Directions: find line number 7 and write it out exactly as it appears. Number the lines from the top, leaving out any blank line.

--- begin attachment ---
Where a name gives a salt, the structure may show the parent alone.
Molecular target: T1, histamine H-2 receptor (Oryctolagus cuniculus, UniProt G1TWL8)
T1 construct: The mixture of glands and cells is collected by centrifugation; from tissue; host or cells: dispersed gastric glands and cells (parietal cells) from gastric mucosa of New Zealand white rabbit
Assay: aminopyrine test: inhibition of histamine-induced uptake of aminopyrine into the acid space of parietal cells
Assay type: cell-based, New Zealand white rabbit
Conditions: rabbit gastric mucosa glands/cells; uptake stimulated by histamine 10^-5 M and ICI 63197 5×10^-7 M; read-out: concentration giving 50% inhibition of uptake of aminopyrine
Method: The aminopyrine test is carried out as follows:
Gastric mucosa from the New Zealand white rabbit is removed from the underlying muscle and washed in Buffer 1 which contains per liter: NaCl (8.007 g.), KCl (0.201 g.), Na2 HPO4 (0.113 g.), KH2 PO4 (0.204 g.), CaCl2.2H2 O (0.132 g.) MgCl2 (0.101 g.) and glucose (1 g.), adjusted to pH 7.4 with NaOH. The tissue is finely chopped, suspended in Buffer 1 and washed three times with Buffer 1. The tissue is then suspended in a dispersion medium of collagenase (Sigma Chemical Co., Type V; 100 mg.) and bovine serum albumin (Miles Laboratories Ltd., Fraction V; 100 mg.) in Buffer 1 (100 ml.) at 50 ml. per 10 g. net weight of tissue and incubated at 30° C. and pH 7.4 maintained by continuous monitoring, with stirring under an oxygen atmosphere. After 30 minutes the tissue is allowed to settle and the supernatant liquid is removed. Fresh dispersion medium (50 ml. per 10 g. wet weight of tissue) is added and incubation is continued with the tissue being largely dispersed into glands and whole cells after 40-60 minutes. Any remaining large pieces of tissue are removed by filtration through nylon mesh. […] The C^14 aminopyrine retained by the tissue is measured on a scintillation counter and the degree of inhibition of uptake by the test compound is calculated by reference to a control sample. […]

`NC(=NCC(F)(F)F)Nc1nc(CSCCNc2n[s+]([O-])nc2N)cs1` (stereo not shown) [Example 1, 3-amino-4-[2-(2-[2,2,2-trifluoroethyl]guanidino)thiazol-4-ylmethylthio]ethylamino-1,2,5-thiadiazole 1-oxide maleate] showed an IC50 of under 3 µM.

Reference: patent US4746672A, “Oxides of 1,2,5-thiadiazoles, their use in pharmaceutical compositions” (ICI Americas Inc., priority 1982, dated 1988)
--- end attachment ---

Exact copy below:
Method: The aminopyrine test is carried out as follows: